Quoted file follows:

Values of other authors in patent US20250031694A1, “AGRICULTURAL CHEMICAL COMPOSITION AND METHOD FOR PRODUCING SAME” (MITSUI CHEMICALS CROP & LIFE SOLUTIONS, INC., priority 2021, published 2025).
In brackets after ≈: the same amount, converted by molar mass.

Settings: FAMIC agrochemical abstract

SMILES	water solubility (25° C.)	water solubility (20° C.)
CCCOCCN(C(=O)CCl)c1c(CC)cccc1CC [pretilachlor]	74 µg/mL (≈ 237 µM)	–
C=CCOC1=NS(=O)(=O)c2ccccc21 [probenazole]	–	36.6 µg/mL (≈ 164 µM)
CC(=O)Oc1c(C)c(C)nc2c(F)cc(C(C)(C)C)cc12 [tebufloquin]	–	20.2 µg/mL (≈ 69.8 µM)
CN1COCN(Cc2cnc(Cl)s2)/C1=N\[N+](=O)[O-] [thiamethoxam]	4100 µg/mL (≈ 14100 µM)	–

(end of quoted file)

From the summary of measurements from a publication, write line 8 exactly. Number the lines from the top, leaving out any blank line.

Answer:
CN1COCN(Cc2cnc(Cl)s2)/C1=N\[N+](=O)[O-] [thiamethoxam]	4100 µg/mL (≈ 14100 µM)	–